Last week Larry Page made a post on Google’s blog announcing that Andy Rubin, the man behind product development on Android since its inception in 2003, was leaving the Android project to “start a new chapter at Google.”
Rubin has played a vital role in constructing Google’s mobile strategy. Page had this to say about his early impact at the company: “He believed that aligning standards around an open-source operating system would drive innovation across the mobile industry. Most people thought he was nuts. But his insight immediately struck a chord because at the time it was extremely painful developing services for mobile devices.”
Why would Rubin leave the project that he created and has lead for nearly a decade? The Verge’s Adrianne Jeffries attributes the departure to two factors: Android becoming too big for Rubin to handle and Rubin’s urge to invent. Or as Jeffries so eloquently puts it: “Android had outgrown Rubin, and Rubin had grown tired of Android.”
Jeffries claims that Rubin is better suited to starting things than to leading a project that is established and no longer has an obvious way forward. His work experience seems to support the claim, as does a recent statement by Googler Urs Hölzle.”I love working with Andy,” he said. “He’s brilliant at setting big goals for the seemingly impossible – and then mobilizing small teams to achieve them.” And for a visionary like Rubin, is there a better place to try something new than in the R&D labs at Google X?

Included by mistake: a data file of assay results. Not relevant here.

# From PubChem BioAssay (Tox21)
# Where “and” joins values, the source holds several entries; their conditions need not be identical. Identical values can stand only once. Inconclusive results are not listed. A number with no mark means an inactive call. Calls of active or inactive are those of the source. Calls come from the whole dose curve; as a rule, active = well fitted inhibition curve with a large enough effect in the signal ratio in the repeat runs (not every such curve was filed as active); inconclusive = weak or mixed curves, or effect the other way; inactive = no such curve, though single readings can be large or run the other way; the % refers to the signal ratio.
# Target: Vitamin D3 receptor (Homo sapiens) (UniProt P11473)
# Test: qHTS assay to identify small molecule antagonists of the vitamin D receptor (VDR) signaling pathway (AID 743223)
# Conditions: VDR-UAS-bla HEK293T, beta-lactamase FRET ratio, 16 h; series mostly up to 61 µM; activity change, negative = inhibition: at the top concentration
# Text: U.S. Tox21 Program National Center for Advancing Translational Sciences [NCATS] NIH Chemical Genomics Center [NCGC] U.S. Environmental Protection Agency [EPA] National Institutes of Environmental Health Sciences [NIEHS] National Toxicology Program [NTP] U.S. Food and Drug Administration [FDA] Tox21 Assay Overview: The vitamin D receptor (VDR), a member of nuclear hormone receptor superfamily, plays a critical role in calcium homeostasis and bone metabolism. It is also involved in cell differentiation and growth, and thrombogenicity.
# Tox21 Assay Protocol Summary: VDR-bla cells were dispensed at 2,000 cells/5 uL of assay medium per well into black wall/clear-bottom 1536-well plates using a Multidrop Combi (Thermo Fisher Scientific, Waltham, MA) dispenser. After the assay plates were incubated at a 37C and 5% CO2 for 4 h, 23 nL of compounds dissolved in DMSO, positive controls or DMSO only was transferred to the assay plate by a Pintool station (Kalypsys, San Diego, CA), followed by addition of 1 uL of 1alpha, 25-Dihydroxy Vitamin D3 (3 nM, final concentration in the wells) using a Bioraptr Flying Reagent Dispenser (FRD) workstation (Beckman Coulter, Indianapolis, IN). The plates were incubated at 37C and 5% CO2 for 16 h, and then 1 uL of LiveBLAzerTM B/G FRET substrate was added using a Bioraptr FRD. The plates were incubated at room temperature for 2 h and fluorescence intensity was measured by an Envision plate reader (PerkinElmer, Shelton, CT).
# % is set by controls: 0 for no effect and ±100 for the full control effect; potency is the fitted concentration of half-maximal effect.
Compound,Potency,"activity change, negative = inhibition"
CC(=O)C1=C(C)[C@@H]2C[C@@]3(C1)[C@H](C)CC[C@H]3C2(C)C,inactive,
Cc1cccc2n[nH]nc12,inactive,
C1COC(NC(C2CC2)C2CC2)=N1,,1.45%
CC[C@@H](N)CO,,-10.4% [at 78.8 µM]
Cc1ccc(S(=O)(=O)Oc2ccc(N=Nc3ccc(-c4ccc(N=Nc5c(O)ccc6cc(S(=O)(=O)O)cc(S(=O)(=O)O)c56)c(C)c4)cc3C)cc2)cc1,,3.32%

If there’s one product in Google’s pipeline that could use as much help as possible to ensure a successful launch, it’s Project Glass. Set to be released in time for the 2013 holiday season, Google’s smart glasses are going to have to blow people away for consumers to justify buying them in addition to their smartphones – especially if final retail prices are anywhere near the $1,500 price tag on the Explorer Edition being released to early adopters this summer.